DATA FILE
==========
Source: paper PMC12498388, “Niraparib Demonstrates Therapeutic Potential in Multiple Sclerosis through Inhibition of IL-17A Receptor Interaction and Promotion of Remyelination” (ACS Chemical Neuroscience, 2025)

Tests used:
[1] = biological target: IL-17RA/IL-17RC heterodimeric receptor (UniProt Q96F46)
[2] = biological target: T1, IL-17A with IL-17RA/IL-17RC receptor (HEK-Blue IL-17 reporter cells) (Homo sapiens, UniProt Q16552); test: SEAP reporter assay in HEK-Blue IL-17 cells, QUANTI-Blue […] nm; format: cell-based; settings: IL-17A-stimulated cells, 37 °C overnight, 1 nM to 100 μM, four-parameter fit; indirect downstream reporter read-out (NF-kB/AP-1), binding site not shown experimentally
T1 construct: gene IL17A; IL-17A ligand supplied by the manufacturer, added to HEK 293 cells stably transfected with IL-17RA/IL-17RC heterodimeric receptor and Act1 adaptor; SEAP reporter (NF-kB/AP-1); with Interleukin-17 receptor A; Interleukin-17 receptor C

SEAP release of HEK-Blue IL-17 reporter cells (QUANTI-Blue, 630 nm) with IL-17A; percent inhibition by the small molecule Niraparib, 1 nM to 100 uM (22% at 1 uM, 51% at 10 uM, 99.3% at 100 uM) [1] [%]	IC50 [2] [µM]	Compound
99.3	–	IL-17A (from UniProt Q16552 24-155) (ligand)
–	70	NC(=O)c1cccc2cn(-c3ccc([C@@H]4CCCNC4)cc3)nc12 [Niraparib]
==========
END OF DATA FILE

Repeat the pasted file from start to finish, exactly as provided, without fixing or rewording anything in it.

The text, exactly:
Source: paper PMC12498388, “Niraparib Demonstrates Therapeutic Potential in Multiple Sclerosis through Inhibition of IL-17A Receptor Interaction and Promotion of Remyelination” (ACS Chemical Neuroscience, 2025)

Tests used:
[1] = biological target: IL-17RA/IL-17RC heterodimeric receptor (UniProt Q96F46)
[2] = biological target: T1, IL-17A with IL-17RA/IL-17RC receptor (HEK-Blue IL-17 reporter cells) (Homo sapiens, UniProt Q16552); test: SEAP reporter assay in HEK-Blue IL-17 cells, QUANTI-Blue […] nm; format: cell-based; settings: IL-17A-stimulated cells, 37 °C overnight, 1 nM to 100 μM, four-parameter fit; indirect downstream reporter read-out (NF-kB/AP-1), binding site not shown experimentally
T1 construct: gene IL17A; IL-17A ligand supplied by the manufacturer, added to HEK 293 cells stably transfected with IL-17RA/IL-17RC heterodimeric receptor and Act1 adaptor; SEAP reporter (NF-kB/AP-1); with Interleukin-17 receptor A; Interleukin-17 receptor C

SEAP release of HEK-Blue IL-17 reporter cells (QUANTI-Blue, 630 nm) with IL-17A; percent inhibition by the small molecule Niraparib, 1 nM to 100 uM (22% at 1 uM, 51% at 10 uM, 99.3% at 100 uM) [1] [%]	IC50 [2] [µM]	Compound
99.3	–	IL-17A (from UniProt Q16552 24-155) (ligand)
–	70	NC(=O)c1cccc2cn(-c3ccc([C@@H]4CCCNC4)cc3)nc12 [Niraparib]